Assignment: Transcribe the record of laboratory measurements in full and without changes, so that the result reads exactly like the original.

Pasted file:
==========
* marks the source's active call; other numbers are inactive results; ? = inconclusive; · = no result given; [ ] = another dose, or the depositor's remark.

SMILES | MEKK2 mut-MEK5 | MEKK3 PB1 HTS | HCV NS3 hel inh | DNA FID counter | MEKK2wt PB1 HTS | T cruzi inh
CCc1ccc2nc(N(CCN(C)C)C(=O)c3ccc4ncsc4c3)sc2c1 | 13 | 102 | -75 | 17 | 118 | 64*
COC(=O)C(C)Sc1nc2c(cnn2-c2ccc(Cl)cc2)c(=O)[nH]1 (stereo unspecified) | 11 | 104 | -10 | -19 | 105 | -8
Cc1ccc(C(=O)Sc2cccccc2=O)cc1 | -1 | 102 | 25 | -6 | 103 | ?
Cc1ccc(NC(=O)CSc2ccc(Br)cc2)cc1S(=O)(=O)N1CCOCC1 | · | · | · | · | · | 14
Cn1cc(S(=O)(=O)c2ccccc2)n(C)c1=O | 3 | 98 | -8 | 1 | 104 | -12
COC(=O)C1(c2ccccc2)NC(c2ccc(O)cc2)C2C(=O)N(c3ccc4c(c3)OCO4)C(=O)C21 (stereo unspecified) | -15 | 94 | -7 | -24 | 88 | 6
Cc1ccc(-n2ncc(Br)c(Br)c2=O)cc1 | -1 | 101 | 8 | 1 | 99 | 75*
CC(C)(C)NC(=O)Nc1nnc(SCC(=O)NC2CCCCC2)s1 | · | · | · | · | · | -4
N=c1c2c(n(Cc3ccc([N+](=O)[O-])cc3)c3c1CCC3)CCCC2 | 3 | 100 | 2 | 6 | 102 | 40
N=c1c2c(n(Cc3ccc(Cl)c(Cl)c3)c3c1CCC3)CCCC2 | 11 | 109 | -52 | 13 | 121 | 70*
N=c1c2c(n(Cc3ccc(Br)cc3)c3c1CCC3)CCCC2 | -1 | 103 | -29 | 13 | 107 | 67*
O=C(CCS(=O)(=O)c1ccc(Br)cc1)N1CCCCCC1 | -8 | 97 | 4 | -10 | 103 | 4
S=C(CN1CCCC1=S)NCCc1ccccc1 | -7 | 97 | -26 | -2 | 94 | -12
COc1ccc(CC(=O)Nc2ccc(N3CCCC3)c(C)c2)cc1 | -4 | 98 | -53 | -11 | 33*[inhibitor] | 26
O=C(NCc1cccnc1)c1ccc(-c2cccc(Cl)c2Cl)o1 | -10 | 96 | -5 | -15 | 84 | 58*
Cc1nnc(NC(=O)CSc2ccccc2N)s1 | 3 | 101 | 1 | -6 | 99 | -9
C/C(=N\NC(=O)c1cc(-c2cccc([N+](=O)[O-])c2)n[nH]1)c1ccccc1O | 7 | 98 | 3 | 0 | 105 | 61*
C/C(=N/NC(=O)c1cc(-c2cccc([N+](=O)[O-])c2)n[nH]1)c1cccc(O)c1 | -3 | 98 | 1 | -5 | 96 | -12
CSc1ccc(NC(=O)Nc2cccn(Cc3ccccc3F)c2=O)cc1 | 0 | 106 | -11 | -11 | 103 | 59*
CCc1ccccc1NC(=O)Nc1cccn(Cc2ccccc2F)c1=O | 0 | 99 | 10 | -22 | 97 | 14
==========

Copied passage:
* marks the source's active call; other numbers are inactive results; ? = inconclusive; · = no result given; [ ] = another dose, or the depositor's remark.

SMILES | MEKK2 mut-MEK5 | MEKK3 PB1 HTS | HCV NS3 hel inh | DNA FID counter | MEKK2wt PB1 HTS | T cruzi inh
CCc1ccc2nc(N(CCN(C)C)C(=O)c3ccc4ncsc4c3)sc2c1 | 13 | 102 | -75 | 17 | 118 | 64*
COC(=O)C(C)Sc1nc2c(cnn2-c2ccc(Cl)cc2)c(=O)[nH]1 (stereo unspecified) | 11 | 104 | -10 | -19 | 105 | -8
Cc1ccc(C(=O)Sc2cccccc2=O)cc1 | -1 | 102 | 25 | -6 | 103 | ?
Cc1ccc(NC(=O)CSc2ccc(Br)cc2)cc1S(=O)(=O)N1CCOCC1 | · | · | · | · | · | 14
Cn1cc(S(=O)(=O)c2ccccc2)n(C)c1=O | 3 | 98 | -8 | 1 | 104 | -12
COC(=O)C1(c2ccccc2)NC(c2ccc(O)cc2)C2C(=O)N(c3ccc4c(c3)OCO4)C(=O)C21 (stereo unspecified) | -15 | 94 | -7 | -24 | 88 | 6
Cc1ccc(-n2ncc(Br)c(Br)c2=O)cc1 | -1 | 101 | 8 | 1 | 99 | 75*
CC(C)(C)NC(=O)Nc1nnc(SCC(=O)NC2CCCCC2)s1 | · | · | · | · | · | -4
N=c1c2c(n(Cc3ccc([N+](=O)[O-])cc3)c3c1CCC3)CCCC2 | 3 | 100 | 2 | 6 | 102 | 40
N=c1c2c(n(Cc3ccc(Cl)c(Cl)c3)c3c1CCC3)CCCC2 | 11 | 109 | -52 | 13 | 121 | 70*
N=c1c2c(n(Cc3ccc(Br)cc3)c3c1CCC3)CCCC2 | -1 | 103 | -29 | 13 | 107 | 67*
O=C(CCS(=O)(=O)c1ccc(Br)cc1)N1CCCCCC1 | -8 | 97 | 4 | -10 | 103 | 4
S=C(CN1CCCC1=S)NCCc1ccccc1 | -7 | 97 | -26 | -2 | 94 | -12
COc1ccc(CC(=O)Nc2ccc(N3CCCC3)c(C)c2)cc1 | -4 | 98 | -53 | -11 | 33*[inhibitor] | 26
O=C(NCc1cccnc1)c1ccc(-c2cccc(Cl)c2Cl)o1 | -10 | 96 | -5 | -15 | 84 | 58*
Cc1nnc(NC(=O)CSc2ccccc2N)s1 | 3 | 101 | 1 | -6 | 99 | -9
C/C(=N\NC(=O)c1cc(-c2cccc([N+](=O)[O-])c2)n[nH]1)c1ccccc1O | 7 | 98 | 3 | 0 | 105 | 61*
C/C(=N/NC(=O)c1cc(-c2cccc([N+](=O)[O-])c2)n[nH]1)c1cccc(O)c1 | -3 | 98 | 1 | -5 | 96 | -12
CSc1ccc(NC(=O)Nc2cccn(Cc3ccccc3F)c2=O)cc1 | 0 | 106 | -11 | -11 | 103 | 59*
CCc1ccccc1NC(=O)Nc1cccn(Cc2ccccc2F)c1=O | 0 | 99 | 10 | -22 | 97 | 14